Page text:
I have not read Lolita, which will surely win this. My vote goes to Highmsith, an absolute genius at making you complicit in her protagonist's misanthropy and, after that, his crimes.
Fond memories of Karlsson-On-The-Roof, a Swedish friend once told me that it's the equivalent of Scooby Doo in Sweden in re: lazy "were they on DRUGS" references for stand-up comedians to make. I must've been like four or five when I had it read to me, but still vividly remember the moment where Karlsson first sees television, gets freaked out and the kid protagonist tries to explain how it works, realising to his own alarm that he doesn't really know, either. And neither did I! Busted.
They sure memed the fuck out of that hawk.
"The Inheritors" more grist for the mill for the LOTF conversation we had on the last thread:
The Inheritors is a work of prehistoric fiction and the second novel, published in 1955, by the British author William Golding, best known for Lord of the Flies. It concerns the extinction of one of the last remaining tribes of Neanderthals at the hands of the more sophisticated Homo sapiens.
Season Of The Sun got adapted to the big screen, thus ushering in the Japanese New Wave. It also spawned Japan's first post-war youth culture. But from what I know the author's some right-wing dullard and it's about spoiled rich kids fucking, life is too short.
Cover of "That Uncertain Feeling" worth checking out on wikipedia.
― Daniel_Rf, Thursday, 1 April 2021 10:18 (six months ago) link
I have lots of thoughts about Lolita but I will hold off in case someone decides to post challops about it. Seeing Beezus and Ramona in the same list also a pleasure - I read all of Beverley Cleary’s books as a child and remember them very fondly.
― Scamp Granada (gyac), Thursday, 1 April 2021 10:31 (six months ago) link
I didn't like Lolita at the time but I can't remember enough about it to re-read. Nabokov's critical method for evaluating novels is a bit boring (close reading without Empson style pay-offs). I'll give his Memoir a go because I like his writing and maybe a Proust style knock-off might get me back on it. Otherwise:
The Recognitions by William GaddisConversations With Professor Y by Louis-Ferdinand CélineAfter Dark, My Sweet by Jim ThompsonThe Talented Mr.Ripley by Patricia Highsmith
Its clearly Jim Thompson: 5x books in '53 and '54 and he really needs my vote.
― xyzzzz__, Thursday, 1 April 2021 14:04 (six months ago) link
Preda’s slavish realism bores me no less than Eliade’s fash fantasies, so that leaves the non-Romanians. I’ve never managed to get into Nabokov, unfortunately – every word of his rings hollow to my ears. Mordecai Richler is a bit of an eye-roller when viewed through a Montreal non-Anglo lens, so no thank you. I wish I’d read the Gaddis, which sounds like it would be up my alley. The Highsmith is fun, but not entirely my cup of tea either. On the francophone front, none of these are faves of mine tbh, so I’m ultimately going to vote for... the Tolkien, to offset his poor 1954 showing.
― pomenitul, Thursday, 1 April 2021 14:27 (six months ago) link
Lolita is a good book but its reputation spiralled wildly out of control. I may well still vote for it, though.
Nabokov's critical method for evaluating novels is a bit boring
Oh god, I tried reading some of his critical work and remember it being mostly very bad indeed. My main recollection was thinking "how can someone who created Pale Fire be so tedious in his literary opinions?" But I guess the lesson is to not assume that just because someone created something you love that they actually share your sensibilities. (I've learnt this lesson a lot of times now but it never quite sticks properly.)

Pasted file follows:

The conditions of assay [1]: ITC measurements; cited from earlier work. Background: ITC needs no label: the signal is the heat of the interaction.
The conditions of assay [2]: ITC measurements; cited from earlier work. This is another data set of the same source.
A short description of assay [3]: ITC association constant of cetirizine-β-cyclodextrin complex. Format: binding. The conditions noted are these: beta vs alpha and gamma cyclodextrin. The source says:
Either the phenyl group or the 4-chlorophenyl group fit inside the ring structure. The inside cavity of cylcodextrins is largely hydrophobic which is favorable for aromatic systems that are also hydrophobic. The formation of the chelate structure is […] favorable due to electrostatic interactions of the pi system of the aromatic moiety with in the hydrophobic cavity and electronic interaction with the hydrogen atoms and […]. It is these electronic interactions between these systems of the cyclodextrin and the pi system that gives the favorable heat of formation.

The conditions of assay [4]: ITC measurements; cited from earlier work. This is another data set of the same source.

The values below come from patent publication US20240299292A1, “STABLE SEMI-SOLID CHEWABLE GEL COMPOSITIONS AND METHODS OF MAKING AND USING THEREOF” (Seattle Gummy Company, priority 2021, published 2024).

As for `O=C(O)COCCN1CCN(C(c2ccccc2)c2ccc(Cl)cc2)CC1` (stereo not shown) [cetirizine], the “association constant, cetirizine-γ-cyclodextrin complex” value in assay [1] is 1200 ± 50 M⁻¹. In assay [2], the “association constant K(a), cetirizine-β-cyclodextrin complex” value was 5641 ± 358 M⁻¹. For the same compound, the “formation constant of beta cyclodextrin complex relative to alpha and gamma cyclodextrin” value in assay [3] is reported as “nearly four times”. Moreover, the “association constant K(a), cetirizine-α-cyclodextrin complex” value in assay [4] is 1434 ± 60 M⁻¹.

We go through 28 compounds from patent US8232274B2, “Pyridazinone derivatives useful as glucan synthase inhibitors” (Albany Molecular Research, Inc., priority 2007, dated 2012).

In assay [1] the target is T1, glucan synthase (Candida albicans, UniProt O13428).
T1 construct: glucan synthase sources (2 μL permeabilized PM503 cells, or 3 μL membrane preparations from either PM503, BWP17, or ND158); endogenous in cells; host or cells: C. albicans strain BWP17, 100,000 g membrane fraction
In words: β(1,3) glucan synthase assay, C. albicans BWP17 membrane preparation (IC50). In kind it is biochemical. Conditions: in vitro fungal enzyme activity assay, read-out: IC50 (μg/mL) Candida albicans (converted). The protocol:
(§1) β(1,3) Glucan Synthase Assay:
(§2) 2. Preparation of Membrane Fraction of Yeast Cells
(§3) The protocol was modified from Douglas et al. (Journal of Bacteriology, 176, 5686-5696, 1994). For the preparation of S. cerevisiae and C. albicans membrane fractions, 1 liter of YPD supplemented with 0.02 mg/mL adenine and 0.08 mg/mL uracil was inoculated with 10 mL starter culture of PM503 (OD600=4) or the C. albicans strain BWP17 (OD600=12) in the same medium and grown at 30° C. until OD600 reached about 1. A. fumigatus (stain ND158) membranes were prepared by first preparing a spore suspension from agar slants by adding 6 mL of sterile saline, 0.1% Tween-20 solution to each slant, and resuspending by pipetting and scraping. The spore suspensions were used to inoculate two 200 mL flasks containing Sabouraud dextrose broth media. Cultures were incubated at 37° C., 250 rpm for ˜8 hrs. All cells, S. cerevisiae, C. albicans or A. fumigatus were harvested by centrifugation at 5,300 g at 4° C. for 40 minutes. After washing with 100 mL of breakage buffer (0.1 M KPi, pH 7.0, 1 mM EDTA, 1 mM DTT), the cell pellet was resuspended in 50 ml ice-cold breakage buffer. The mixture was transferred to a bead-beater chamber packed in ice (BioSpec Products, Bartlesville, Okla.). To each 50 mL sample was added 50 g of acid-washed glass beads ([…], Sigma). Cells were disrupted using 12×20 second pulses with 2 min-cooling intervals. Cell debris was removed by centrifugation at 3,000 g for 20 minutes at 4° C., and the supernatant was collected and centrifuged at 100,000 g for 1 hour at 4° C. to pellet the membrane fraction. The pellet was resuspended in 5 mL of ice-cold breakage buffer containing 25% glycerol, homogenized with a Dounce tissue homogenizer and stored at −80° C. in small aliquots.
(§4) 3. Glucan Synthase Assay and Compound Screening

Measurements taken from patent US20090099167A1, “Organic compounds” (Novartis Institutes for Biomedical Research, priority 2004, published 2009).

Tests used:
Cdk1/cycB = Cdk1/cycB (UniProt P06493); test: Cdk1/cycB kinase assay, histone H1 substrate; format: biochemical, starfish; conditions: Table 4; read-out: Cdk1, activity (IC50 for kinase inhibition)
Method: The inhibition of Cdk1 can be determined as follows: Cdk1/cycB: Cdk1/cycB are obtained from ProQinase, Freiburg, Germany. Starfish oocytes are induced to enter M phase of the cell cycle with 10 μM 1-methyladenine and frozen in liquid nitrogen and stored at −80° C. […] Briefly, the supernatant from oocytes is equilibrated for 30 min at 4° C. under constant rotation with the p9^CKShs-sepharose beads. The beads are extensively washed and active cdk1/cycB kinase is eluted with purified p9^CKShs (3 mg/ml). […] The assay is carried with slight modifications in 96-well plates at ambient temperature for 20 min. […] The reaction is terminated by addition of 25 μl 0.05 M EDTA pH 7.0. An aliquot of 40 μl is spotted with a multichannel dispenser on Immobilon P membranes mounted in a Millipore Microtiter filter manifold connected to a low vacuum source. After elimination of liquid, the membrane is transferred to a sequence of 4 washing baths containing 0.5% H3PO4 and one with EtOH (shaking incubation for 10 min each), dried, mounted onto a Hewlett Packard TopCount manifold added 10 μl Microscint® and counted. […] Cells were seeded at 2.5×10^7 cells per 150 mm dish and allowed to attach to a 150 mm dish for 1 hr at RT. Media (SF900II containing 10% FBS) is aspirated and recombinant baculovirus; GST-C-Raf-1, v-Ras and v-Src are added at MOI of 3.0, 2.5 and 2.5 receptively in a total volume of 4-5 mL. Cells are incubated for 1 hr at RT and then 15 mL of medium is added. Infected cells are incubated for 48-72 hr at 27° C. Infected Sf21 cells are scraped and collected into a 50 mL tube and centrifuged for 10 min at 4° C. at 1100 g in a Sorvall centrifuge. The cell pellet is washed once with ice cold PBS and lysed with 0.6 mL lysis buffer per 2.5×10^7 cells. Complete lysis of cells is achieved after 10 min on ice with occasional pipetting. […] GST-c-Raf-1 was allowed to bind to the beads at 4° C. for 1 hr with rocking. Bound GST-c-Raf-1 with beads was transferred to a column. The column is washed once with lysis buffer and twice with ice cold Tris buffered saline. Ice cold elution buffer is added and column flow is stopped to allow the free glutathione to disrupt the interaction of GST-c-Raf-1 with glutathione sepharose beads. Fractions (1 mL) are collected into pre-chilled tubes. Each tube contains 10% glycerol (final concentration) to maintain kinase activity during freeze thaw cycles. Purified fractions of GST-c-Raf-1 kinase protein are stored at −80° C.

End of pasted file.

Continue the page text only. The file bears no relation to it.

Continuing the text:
― emil.y, Thursday, 1 April 2021 14:35 (six months ago) link
I think the way he can 'attack' a page can sometimes be wonderful. I really value his writing on Mansfield Park. Dostoevsky is where you can see the failings. He can only see a novel in terms of its technical achievement.
― xyzzzz__, Thursday, 1 April 2021 14:43 (six months ago) link
Technique also involves knowing when to let go of technique, or providing the illusion of letting go. My main gripe with him, actually.
― pomenitul, Thursday, 1 April 2021 14:46 (six months ago) link
I am mad at the Gaddis because I just got sonned by the nyrb in a April fools beef
― jammy mcnullity (wins), Thursday, 1 April 2021 14:49 (six months ago) link
Gaddis is kinda good in places but the overall didn't come together for me. I really want to tackle JR tho'.
Love Highsmith but that's not her best book (of the ones I've read, which aren't enough). Fucking great writer tho'.
xp = technique for Nabokov is inseparable to aesthetic pleasure you can gain from a work. This all comes apart in Dostoevsky.
― xyzzzz__, Thursday, 1 April 2021 14:49 (six months ago) link
It also is for me nine times out of ten, yet his strikes me as superficial. Oh well.
― pomenitul, Thursday, 1 April 2021 14:50 (six months ago) link
I read "Lolita" a long time ago but don't remember it very well. I've had "The Recognitions" on my bookshelves for the longest time. I started it once. Maybe someday. For me, this would probably be "The Magician's Nephew" which is my favorite of the Narnia books, because the most sci-fi. It reminds me of "A Wrinkle in Time".
― o. nate, Thursday, 1 April 2021 17:46 (six months ago) link
Automatic thread bump. This poll is closing tomorrow.
― System, Sunday, 4 April 2021 00:01 (six months ago) link
Automatic thread bump. This poll's results are now in.
― System, Monday, 5 April 2021 00:01 (six months ago) link
Wherein We Elect Our Favourite Novels of 1956
― Daniel_Rf, Monday, 5 April 2021 10:42 (six months ago) link
I confess that I really like The Recognitions (and Gaddis generally) but it's hard to argue when Lolita is in the mix.
― Jurassic parkour (Ye Mad Puffin), Thursday, 22 April 2021 14:12 (five months ago) link